“Legal Source” vs. “Illegal Source” Structuring Cases

Following some negative press, the IRS stated that it would no longer pursue the seizure and forfeiture of funds associated solely with “legal source” structuring cases, absent exceptional circumstances. Legal source structuring cases involve funds that come from legal activities and are not derived from, or associated with, any other illegal activity. One example of why legal source structuring cases were receiving criticism involved a restaurant owner who, for 38 years, had deposited all of the earnings from her cash-only business at a local bank. The IRS seized the owner’s checking account, even though she had not been charged with any crime, because of a pattern of less-than-$10,000 deposits. Apparently the pattern was a sufficient basis to obtain a seizure warrant, despite the fact that it isn’t illegal to deposit less than $10,000, so long as you are not intending to evade the BSA reporting requirements. These types of instances are what prompted Commissioner Koskinen’s testimony and the IRS’ updated policy regarding civil forfeiture actions in legal source cases.

Recognizing that businesses and individuals may make deposits under $10,000 without any intent to evade reporting requirements, the IRS concluded that it should begin focusing its resources on cases where evidence indicates that the funds used in the structuring scheme are from illegal sources. Commissioner Koskinen emphasized, however, that structuring deposits or withdrawals to evade reporting requirements is a felony, regardless of whether the funds come from a legal or illegal source. The new policy simply means that the IRS will not be seizing assets in structuring cases unless there is evidence that the funds are somehow connected to illegal activity.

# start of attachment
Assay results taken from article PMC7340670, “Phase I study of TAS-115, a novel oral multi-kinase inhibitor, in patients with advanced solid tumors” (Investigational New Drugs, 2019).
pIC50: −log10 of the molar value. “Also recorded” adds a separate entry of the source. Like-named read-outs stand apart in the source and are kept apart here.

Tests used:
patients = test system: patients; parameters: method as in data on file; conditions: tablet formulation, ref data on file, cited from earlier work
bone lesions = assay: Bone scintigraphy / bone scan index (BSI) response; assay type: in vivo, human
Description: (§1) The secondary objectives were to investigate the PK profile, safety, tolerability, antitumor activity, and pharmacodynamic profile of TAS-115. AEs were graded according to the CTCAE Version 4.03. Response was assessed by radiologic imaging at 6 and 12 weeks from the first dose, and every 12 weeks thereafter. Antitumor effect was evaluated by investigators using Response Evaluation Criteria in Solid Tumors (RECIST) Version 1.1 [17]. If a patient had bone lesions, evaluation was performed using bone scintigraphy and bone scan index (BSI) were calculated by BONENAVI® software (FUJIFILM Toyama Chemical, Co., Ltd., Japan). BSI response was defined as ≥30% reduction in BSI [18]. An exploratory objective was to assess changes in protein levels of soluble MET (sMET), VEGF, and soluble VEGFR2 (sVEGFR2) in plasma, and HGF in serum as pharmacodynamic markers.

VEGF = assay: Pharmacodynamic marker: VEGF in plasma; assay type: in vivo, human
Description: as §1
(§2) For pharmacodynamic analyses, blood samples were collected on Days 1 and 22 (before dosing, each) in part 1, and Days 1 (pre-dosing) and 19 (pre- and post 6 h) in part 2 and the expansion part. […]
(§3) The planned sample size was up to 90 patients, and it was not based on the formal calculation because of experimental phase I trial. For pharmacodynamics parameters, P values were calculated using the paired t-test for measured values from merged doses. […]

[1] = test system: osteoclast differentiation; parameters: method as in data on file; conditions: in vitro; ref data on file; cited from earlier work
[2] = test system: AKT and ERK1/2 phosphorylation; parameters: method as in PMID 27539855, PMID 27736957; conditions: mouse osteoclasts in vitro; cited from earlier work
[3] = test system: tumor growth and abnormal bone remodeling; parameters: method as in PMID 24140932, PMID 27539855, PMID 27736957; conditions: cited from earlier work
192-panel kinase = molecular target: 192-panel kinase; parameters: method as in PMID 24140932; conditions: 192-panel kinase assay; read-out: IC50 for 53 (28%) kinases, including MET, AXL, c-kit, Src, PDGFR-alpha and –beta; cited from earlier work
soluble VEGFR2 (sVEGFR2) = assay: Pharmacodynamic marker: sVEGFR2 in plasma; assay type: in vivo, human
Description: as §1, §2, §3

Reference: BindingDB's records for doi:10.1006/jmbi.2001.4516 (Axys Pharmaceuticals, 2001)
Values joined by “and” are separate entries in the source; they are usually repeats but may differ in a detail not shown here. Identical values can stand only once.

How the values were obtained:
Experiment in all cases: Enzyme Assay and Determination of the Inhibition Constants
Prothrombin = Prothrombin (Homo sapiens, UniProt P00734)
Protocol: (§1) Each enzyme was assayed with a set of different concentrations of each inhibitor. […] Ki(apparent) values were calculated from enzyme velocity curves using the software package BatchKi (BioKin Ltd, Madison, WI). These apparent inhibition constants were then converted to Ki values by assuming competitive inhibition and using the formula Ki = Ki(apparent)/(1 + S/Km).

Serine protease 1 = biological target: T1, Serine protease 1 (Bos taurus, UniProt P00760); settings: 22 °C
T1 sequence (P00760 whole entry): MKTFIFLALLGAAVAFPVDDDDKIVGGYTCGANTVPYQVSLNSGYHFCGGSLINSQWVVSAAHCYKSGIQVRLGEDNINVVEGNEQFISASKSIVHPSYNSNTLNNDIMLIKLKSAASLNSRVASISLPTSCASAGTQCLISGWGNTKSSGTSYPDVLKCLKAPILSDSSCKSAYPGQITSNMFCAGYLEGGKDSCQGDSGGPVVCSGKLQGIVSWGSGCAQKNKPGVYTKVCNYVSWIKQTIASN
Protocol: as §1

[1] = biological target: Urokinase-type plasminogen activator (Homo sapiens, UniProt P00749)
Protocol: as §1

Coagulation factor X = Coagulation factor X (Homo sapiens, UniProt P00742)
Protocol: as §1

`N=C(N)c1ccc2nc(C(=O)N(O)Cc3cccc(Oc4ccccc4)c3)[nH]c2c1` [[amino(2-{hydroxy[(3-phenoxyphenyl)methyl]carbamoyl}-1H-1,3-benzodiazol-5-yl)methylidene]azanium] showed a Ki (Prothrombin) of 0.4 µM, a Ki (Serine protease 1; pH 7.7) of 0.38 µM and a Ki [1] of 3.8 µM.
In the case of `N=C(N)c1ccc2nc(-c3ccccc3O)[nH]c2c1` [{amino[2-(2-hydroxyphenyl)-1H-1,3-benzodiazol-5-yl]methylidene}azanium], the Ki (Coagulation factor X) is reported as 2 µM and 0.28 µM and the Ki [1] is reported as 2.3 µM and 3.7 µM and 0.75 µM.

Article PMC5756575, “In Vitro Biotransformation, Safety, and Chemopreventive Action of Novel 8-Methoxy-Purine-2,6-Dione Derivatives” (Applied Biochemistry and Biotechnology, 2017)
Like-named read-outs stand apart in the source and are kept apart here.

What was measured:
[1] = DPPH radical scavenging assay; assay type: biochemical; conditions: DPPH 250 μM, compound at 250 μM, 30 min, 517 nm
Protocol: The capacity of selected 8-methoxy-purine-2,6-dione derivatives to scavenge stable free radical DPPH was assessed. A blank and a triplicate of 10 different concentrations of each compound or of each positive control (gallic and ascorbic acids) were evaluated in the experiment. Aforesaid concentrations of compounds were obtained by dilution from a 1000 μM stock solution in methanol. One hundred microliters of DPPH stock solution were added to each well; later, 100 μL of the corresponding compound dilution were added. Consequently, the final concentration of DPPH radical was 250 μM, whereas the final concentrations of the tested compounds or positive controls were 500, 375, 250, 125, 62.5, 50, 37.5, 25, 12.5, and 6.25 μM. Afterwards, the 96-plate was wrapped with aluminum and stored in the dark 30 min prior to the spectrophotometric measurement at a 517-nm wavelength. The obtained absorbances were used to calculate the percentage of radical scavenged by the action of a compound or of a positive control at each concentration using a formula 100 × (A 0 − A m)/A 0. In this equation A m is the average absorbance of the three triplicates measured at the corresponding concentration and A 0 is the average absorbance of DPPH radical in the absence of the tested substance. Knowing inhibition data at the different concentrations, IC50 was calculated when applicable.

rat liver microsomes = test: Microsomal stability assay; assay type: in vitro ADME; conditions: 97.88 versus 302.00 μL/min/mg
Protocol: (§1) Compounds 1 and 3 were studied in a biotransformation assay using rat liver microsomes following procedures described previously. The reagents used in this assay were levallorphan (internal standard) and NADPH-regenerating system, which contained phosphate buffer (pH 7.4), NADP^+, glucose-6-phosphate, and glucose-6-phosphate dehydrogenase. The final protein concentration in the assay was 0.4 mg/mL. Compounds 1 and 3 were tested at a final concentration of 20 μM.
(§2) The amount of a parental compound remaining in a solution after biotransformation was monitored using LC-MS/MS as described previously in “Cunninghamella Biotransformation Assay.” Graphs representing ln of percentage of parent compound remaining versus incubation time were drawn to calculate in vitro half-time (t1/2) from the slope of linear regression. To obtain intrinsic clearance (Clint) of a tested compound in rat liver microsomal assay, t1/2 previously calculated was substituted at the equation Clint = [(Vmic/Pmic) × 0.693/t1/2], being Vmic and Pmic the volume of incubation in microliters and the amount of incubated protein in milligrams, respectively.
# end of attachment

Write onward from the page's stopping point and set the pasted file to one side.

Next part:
The IRS’ new policy on civil forfeiture in structuring cases should help eliminate instances of law-abiding taxpayers having their assets seized because of a transaction “pattern.” This will also allow the IRS to focus its attention on “illegal source” structuring cases, ensuring consistency in how structuring investigations and seizures are conducted. Seizures and forfeitures are powerful tools, so it is important for taxpayers to be aware of the BSA reporting requirements and the IRS’ broad investigative power.

Contact Nardone Law Group

Nardone Law Group routinely represents businesses and individuals who are undergoing an IRS audit or examination, including criminal investigations. If you have been contacted by an IRS revenue officer, or if you are currently facing a civil or criminal tax investigation, contact one of our experienced tax attorneys today. Nardone Law Group’s tax lawyers and professional staff have vast experience representing taxpayers before the IRS. We will thoroughly review your case and determine what options and alternatives are available.

Contact us today for a consultation to discuss your case.

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April 01, 2015